Year : 2019  |  Volume : 13  |  Issue : 5  |  Page : 767-773

Patterns of sleep disorders in women

1 Chest Diseases Department, Assiut University Hospital, Assiut, Egypt
2 Chest Diseases Department, Aswan University Hospital, Assiut, Egypt

Correspondence Address:
MD Shazly B Ali
Chest Diseases Department, Aswan University Hospital, Aswan University, Assiut
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Source of Support: None, Conflict of Interest: None

DOI: 10.4103/ejb.ejb_41_19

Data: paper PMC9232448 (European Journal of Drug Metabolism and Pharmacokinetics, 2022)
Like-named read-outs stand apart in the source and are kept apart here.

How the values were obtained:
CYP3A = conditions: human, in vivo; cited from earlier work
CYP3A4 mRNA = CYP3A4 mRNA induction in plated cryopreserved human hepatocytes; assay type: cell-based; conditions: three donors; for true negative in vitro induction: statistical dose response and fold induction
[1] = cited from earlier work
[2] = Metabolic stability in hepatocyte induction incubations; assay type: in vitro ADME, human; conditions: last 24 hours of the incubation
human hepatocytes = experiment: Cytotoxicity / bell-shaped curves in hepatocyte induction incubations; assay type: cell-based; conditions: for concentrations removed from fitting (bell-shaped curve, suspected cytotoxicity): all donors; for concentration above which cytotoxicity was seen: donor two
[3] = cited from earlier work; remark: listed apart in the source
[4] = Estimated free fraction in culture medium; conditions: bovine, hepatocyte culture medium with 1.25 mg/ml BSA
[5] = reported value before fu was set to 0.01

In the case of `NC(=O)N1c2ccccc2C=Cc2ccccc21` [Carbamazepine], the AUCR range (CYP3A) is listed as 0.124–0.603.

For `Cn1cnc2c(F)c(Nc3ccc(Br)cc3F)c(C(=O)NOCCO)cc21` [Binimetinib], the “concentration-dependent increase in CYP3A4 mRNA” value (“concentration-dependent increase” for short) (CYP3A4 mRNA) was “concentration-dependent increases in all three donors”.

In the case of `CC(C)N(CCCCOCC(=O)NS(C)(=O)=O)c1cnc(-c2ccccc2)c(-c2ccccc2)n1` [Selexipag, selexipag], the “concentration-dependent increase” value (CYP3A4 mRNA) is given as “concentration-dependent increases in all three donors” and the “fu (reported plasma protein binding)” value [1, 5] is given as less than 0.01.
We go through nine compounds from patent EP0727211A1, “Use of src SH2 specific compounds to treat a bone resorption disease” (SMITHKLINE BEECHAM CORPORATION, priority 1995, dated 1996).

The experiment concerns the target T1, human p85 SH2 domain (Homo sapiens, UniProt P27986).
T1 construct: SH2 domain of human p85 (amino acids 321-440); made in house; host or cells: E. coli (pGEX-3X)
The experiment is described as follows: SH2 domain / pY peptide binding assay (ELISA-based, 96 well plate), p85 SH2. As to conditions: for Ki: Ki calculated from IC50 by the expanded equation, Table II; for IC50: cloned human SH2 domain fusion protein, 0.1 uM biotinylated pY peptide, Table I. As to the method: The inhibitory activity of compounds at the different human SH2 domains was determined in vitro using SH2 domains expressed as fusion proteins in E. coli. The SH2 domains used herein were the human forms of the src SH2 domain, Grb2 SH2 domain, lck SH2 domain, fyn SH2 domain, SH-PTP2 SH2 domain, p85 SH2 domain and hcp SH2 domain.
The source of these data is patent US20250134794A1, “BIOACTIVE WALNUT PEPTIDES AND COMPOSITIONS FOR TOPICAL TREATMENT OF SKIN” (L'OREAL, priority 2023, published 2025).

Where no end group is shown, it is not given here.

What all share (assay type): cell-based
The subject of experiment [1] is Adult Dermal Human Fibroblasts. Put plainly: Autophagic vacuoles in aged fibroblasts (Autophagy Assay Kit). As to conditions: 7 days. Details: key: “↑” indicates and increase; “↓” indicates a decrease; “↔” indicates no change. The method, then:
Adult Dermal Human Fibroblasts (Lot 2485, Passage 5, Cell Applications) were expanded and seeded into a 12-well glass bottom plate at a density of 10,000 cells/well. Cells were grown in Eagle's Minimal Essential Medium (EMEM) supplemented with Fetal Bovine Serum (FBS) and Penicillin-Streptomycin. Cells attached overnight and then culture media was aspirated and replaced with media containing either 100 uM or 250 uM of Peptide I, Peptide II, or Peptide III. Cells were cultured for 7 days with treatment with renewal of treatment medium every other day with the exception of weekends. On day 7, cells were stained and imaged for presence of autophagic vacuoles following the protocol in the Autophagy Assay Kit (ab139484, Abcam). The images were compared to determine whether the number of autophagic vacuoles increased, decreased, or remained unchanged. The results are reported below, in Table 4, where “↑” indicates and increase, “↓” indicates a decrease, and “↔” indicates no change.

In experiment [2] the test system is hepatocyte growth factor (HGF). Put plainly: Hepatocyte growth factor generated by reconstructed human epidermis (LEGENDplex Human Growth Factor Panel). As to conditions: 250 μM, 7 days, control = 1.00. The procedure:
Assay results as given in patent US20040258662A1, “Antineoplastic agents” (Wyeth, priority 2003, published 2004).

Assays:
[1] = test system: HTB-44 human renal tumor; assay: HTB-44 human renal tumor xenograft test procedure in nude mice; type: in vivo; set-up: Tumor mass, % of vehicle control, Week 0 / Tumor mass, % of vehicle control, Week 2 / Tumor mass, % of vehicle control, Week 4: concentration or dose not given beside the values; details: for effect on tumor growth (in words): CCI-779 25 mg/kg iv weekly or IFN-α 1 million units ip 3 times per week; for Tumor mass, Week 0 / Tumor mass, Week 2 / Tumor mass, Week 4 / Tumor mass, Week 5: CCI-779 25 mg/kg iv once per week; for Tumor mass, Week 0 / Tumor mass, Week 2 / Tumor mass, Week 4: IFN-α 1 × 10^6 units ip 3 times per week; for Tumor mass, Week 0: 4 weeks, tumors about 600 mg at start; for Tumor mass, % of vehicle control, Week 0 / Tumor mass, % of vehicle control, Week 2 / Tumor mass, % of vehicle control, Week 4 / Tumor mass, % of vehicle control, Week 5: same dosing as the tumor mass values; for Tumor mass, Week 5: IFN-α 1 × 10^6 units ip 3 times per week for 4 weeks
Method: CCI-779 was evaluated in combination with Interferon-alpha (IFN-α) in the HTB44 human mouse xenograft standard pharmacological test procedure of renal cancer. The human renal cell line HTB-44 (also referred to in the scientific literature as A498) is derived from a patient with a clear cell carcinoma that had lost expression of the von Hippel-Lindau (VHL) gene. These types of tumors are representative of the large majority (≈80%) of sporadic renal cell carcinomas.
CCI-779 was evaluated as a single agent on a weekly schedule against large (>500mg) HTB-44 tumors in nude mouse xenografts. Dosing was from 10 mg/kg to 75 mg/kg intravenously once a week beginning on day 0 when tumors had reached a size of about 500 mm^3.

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Background Across the lifespan, several biological and hormonal differences affect symptoms and consequences of sleep and circadian rhythm sleep-wake disorders in women. Published data on women with restless leg syndrome are few. Objective To find out the pattern of sleep disorders in premenopausal or postmenopausal women. Patients and methods This cross-sectional study included 60 women with a history of sleep disturbance fulfilled by the Epworth sleepiness scale. Medical history, anthropometric measures, and full night-attended polysomnography were done. Results Regarding STOP-Bang questionnaire, there was a statistically significantly higher proportion of women with hypertension, BMI more than 35 kg/m2, and neck size more than 17.5 cm in the postmenopausal group compared with the premenopausal group (P<0.05). The presence of restless leg syndrome was reported in 87.9% of the postmenopausal compared with 81% in the premenopausal group. Regarding the presence and type of insomnia, there was no significant difference. More than 30% of women had initiation insomnia and the vast majority of them had difficulty in maintaining sleeping. The proportion of women with insufficient length of sleep was significantly higher among postmenopausal women. The premenopausal group had a statistically significant lower proportion of N1 (9.2%) and N2 (3%) compared with N1 (18.2%) and N2 (6.1%) in the postmenopausal group (P<0.001). The average sleep efficiency, daytime sleep latency, and apnea–hypopnea index were comparable between both groups. Conclusion Postmenopausal women had statistically significant higher STOB-Bang score and insufficient length of sleep, which may reflect a significant change in sleep architecture and patterns after menopause, which could be explained by the hormonal changes that occur after menopause.

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